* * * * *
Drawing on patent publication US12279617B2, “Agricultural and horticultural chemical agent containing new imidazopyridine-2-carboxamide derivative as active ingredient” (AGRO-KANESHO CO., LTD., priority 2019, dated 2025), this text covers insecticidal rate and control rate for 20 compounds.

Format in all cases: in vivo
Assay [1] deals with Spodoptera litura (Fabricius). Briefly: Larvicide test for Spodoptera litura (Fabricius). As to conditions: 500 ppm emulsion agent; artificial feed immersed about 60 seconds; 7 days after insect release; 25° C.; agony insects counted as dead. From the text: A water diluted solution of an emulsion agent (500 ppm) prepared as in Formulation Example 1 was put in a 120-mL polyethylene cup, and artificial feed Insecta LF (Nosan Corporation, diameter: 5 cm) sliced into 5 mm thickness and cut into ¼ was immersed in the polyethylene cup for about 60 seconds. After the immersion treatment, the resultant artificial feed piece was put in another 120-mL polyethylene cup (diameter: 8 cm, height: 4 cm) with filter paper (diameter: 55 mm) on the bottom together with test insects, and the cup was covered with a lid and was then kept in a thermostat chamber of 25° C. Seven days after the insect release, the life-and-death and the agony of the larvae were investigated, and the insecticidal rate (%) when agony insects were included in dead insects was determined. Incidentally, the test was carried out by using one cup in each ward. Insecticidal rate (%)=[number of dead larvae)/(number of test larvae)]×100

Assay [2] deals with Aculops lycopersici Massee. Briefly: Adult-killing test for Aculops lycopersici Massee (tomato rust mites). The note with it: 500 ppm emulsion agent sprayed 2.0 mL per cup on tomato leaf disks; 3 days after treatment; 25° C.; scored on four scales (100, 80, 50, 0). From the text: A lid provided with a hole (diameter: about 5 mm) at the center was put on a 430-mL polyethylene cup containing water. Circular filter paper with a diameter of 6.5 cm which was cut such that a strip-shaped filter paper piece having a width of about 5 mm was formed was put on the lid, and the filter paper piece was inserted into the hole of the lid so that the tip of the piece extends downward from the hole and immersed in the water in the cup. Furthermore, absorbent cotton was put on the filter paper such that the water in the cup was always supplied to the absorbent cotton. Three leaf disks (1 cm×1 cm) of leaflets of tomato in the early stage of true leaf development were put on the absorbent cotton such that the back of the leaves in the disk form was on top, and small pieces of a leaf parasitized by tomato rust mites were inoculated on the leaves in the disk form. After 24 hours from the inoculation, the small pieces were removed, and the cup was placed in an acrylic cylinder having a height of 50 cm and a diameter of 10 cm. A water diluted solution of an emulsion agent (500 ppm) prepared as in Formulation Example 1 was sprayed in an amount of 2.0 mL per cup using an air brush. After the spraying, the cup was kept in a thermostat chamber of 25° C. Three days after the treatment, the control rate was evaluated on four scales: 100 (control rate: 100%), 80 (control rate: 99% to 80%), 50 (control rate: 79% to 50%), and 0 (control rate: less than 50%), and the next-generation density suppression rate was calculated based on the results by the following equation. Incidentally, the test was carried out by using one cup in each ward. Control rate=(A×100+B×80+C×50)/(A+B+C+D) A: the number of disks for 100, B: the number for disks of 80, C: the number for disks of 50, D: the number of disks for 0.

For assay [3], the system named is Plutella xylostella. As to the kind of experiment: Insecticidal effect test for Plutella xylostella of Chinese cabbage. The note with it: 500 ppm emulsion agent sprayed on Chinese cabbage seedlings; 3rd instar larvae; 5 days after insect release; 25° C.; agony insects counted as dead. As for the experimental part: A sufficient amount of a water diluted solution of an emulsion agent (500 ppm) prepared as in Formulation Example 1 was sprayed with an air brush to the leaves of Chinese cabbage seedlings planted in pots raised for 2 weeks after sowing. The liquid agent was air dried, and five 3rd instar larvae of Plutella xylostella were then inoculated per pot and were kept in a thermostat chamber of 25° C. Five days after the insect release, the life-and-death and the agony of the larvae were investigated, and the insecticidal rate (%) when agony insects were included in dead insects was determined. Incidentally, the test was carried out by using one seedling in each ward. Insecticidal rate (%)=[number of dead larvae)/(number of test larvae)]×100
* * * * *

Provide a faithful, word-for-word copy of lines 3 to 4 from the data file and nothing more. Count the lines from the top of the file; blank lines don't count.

Assay [1] deals with Spodoptera litura (Fabricius). Briefly: Larvicide test for Spodoptera litura (Fabricius). As to conditions: 500 ppm emulsion agent; artificial feed immersed about 60 seconds; 7 days after insect release; 25° C.; agony insects counted as dead. From the text: A water diluted solution of an emulsion agent (500 ppm) prepared as in Formulation Example 1 was put in a 120-mL polyethylene cup, and artificial feed Insecta LF (Nosan Corporation, diameter: 5 cm) sliced into 5 mm thickness and cut into ¼ was immersed in the polyethylene cup for about 60 seconds. After the immersion treatment, the resultant artificial feed piece was put in another 120-mL polyethylene cup (diameter: 8 cm, height: 4 cm) with filter paper (diameter: 55 mm) on the bottom together with test insects, and the cup was covered with a lid and was then kept in a thermostat chamber of 25° C. Seven days after the insect release, the life-and-death and the agony of the larvae were investigated, and the insecticidal rate (%) when agony insects were included in dead insects was determined. Incidentally, the test was carried out by using one cup in each ward. Insecticidal rate (%)=[number of dead larvae)/(number of test larvae)]×100

Assay [2] deals with Aculops lycopersici Massee. Briefly: Adult-killing test for Aculops lycopersici Massee (tomato rust mites). The note with it: 500 ppm emulsion agent sprayed 2.0 mL per cup on tomato leaf disks; 3 days after treatment; 25° C.; scored on four scales (100, 80, 50, 0). From the text: A lid provided with a hole (diameter: about 5 mm) at the center was put on a 430-mL polyethylene cup containing water. Circular filter paper with a diameter of 6.5 cm which was cut such that a strip-shaped filter paper piece having a width of about 5 mm was formed was put on the lid, and the filter paper piece was inserted into the hole of the lid so that the tip of the piece extends downward from the hole and immersed in the water in the cup. Furthermore, absorbent cotton was put on the filter paper such that the water in the cup was always supplied to the absorbent cotton. Three leaf disks (1 cm×1 cm) of leaflets of tomato in the early stage of true leaf development were put on the absorbent cotton such that the back of the leaves in the disk form was on top, and small pieces of a leaf parasitized by tomato rust mites were inoculated on the leaves in the disk form. After 24 hours from the inoculation, the small pieces were removed, and the cup was placed in an acrylic cylinder having a height of 50 cm and a diameter of 10 cm. A water diluted solution of an emulsion agent (500 ppm) prepared as in Formulation Example 1 was sprayed in an amount of 2.0 mL per cup using an air brush. After the spraying, the cup was kept in a thermostat chamber of 25° C. Three days after the treatment, the control rate was evaluated on four scales: 100 (control rate: 100%), 80 (control rate: 99% to 80%), 50 (control rate: 79% to 50%), and 0 (control rate: less than 50%), and the next-generation density suppression rate was calculated based on the results by the following equation. Incidentally, the test was carried out by using one cup in each ward. Control rate=(A×100+B×80+C×50)/(A+B+C+D) A: the number of disks for 100, B: the number for disks of 80, C: the number for disks of 50, D: the number of disks for 0.